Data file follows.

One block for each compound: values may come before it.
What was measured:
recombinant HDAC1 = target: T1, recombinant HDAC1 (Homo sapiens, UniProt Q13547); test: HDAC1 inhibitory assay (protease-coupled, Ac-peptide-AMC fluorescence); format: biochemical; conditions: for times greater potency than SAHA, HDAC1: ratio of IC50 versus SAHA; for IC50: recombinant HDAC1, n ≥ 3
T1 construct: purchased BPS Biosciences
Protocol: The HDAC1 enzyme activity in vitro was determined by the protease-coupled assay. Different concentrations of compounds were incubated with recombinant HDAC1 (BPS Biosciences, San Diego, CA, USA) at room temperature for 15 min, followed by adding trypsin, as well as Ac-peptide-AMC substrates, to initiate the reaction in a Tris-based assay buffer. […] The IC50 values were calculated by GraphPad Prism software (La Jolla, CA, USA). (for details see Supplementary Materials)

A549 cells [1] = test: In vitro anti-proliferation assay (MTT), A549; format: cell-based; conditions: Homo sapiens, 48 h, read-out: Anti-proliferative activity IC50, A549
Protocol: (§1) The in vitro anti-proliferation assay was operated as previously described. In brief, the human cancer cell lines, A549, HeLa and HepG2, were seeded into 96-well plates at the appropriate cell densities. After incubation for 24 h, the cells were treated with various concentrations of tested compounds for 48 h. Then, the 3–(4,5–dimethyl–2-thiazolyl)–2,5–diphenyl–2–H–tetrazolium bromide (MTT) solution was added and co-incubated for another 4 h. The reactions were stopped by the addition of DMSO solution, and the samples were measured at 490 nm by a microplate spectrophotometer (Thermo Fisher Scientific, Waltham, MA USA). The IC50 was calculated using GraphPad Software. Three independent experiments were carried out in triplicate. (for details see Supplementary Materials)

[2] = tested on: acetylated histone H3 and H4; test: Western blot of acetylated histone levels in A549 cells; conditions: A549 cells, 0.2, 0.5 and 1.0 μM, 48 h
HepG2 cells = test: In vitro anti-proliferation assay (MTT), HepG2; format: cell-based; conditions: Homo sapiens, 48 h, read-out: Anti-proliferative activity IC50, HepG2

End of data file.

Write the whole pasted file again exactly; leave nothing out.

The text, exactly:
One block for each compound: values may come before it.
What was measured:
recombinant HDAC1 = target: T1, recombinant HDAC1 (Homo sapiens, UniProt Q13547); test: HDAC1 inhibitory assay (protease-coupled, Ac-peptide-AMC fluorescence); format: biochemical; conditions: for times greater potency than SAHA, HDAC1: ratio of IC50 versus SAHA; for IC50: recombinant HDAC1, n ≥ 3
T1 construct: purchased BPS Biosciences
Protocol: The HDAC1 enzyme activity in vitro was determined by the protease-coupled assay. Different concentrations of compounds were incubated with recombinant HDAC1 (BPS Biosciences, San Diego, CA, USA) at room temperature for 15 min, followed by adding trypsin, as well as Ac-peptide-AMC substrates, to initiate the reaction in a Tris-based assay buffer. […] The IC50 values were calculated by GraphPad Prism software (La Jolla, CA, USA). (for details see Supplementary Materials)

A549 cells [1] = test: In vitro anti-proliferation assay (MTT), A549; format: cell-based; conditions: Homo sapiens, 48 h, read-out: Anti-proliferative activity IC50, A549
Protocol: (§1) The in vitro anti-proliferation assay was operated as previously described. In brief, the human cancer cell lines, A549, HeLa and HepG2, were seeded into 96-well plates at the appropriate cell densities. After incubation for 24 h, the cells were treated with various concentrations of tested compounds for 48 h. Then, the 3–(4,5–dimethyl–2-thiazolyl)–2,5–diphenyl–2–H–tetrazolium bromide (MTT) solution was added and co-incubated for another 4 h. The reactions were stopped by the addition of DMSO solution, and the samples were measured at 490 nm by a microplate spectrophotometer (Thermo Fisher Scientific, Waltham, MA USA). The IC50 was calculated using GraphPad Software. Three independent experiments were carried out in triplicate. (for details see Supplementary Materials)

[2] = tested on: acetylated histone H3 and H4; test: Western blot of acetylated histone levels in A549 cells; conditions: A549 cells, 0.2, 0.5 and 1.0 μM, 48 h
HepG2 cells = test: In vitro anti-proliferation assay (MTT), HepG2; format: cell-based; conditions: Homo sapiens, 48 h, read-out: Anti-proliferative activity IC50, HepG2